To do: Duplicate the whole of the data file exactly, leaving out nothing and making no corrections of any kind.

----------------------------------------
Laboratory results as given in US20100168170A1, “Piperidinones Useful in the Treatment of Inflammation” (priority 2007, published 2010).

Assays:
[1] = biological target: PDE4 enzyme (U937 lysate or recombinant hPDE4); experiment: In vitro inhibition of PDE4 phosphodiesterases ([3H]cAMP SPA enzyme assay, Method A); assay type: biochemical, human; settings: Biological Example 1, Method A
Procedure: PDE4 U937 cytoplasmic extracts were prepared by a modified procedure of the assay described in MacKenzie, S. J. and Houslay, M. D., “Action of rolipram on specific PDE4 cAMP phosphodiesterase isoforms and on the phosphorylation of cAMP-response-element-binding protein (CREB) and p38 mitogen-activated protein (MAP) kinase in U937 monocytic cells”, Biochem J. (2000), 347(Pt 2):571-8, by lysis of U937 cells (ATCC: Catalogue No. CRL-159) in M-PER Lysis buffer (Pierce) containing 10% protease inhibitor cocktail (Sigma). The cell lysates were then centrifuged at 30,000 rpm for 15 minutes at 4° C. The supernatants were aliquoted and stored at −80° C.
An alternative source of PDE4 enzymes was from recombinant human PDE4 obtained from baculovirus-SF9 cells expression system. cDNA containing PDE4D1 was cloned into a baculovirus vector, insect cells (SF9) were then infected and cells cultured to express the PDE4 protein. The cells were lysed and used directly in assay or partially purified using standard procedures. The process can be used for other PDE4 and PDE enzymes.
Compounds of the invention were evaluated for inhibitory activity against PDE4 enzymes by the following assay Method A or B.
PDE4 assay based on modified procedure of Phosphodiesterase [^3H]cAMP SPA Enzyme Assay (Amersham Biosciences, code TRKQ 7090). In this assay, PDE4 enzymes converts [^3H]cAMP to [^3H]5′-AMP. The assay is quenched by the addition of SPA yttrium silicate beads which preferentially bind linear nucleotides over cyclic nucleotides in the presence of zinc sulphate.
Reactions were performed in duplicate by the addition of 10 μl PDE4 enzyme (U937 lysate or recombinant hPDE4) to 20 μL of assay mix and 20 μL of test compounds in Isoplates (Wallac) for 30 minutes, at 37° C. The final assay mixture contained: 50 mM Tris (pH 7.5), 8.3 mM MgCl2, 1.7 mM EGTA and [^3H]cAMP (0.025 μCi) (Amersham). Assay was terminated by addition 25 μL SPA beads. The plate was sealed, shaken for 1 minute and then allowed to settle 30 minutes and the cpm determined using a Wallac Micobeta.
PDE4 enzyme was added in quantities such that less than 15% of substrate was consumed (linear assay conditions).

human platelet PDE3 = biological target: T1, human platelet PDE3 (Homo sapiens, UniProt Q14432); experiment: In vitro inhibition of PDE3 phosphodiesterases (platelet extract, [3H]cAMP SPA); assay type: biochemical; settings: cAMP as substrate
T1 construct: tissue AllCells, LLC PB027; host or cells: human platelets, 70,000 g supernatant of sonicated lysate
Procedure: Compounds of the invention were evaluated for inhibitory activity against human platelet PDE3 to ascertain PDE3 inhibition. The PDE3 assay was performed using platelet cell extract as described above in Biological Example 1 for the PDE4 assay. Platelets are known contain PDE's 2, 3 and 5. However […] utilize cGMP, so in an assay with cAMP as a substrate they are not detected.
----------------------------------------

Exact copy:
Laboratory results as given in US20100168170A1, “Piperidinones Useful in the Treatment of Inflammation” (priority 2007, published 2010).

Assays:
[1] = biological target: PDE4 enzyme (U937 lysate or recombinant hPDE4); experiment: In vitro inhibition of PDE4 phosphodiesterases ([3H]cAMP SPA enzyme assay, Method A); assay type: biochemical, human; settings: Biological Example 1, Method A
Procedure: PDE4 U937 cytoplasmic extracts were prepared by a modified procedure of the assay described in MacKenzie, S. J. and Houslay, M. D., “Action of rolipram on specific PDE4 cAMP phosphodiesterase isoforms and on the phosphorylation of cAMP-response-element-binding protein (CREB) and p38 mitogen-activated protein (MAP) kinase in U937 monocytic cells”, Biochem J. (2000), 347(Pt 2):571-8, by lysis of U937 cells (ATCC: Catalogue No. CRL-159) in M-PER Lysis buffer (Pierce) containing 10% protease inhibitor cocktail (Sigma). The cell lysates were then centrifuged at 30,000 rpm for 15 minutes at 4° C. The supernatants were aliquoted and stored at −80° C.
An alternative source of PDE4 enzymes was from recombinant human PDE4 obtained from baculovirus-SF9 cells expression system. cDNA containing PDE4D1 was cloned into a baculovirus vector, insect cells (SF9) were then infected and cells cultured to express the PDE4 protein. The cells were lysed and used directly in assay or partially purified using standard procedures. The process can be used for other PDE4 and PDE enzymes.
Compounds of the invention were evaluated for inhibitory activity against PDE4 enzymes by the following assay Method A or B.
PDE4 assay based on modified procedure of Phosphodiesterase [^3H]cAMP SPA Enzyme Assay (Amersham Biosciences, code TRKQ 7090). In this assay, PDE4 enzymes converts [^3H]cAMP to [^3H]5′-AMP. The assay is quenched by the addition of SPA yttrium silicate beads which preferentially bind linear nucleotides over cyclic nucleotides in the presence of zinc sulphate.
Reactions were performed in duplicate by the addition of 10 μl PDE4 enzyme (U937 lysate or recombinant hPDE4) to 20 μL of assay mix and 20 μL of test compounds in Isoplates (Wallac) for 30 minutes, at 37° C. The final assay mixture contained: 50 mM Tris (pH 7.5), 8.3 mM MgCl2, 1.7 mM EGTA and [^3H]cAMP (0.025 μCi) (Amersham). Assay was terminated by addition 25 μL SPA beads. The plate was sealed, shaken for 1 minute and then allowed to settle 30 minutes and the cpm determined using a Wallac Micobeta.
PDE4 enzyme was added in quantities such that less than 15% of substrate was consumed (linear assay conditions).

human platelet PDE3 = biological target: T1, human platelet PDE3 (Homo sapiens, UniProt Q14432); experiment: In vitro inhibition of PDE3 phosphodiesterases (platelet extract, [3H]cAMP SPA); assay type: biochemical; settings: cAMP as substrate
T1 construct: tissue AllCells, LLC PB027; host or cells: human platelets, 70,000 g supernatant of sonicated lysate
Procedure: Compounds of the invention were evaluated for inhibitory activity against human platelet PDE3 to ascertain PDE3 inhibition. The PDE3 assay was performed using platelet cell extract as described above in Biological Example 1 for the PDE4 assay. Platelets are known contain PDE's 2, 3 and 5. However […] utilize cGMP, so in an assay with cAMP as a substrate they are not detected.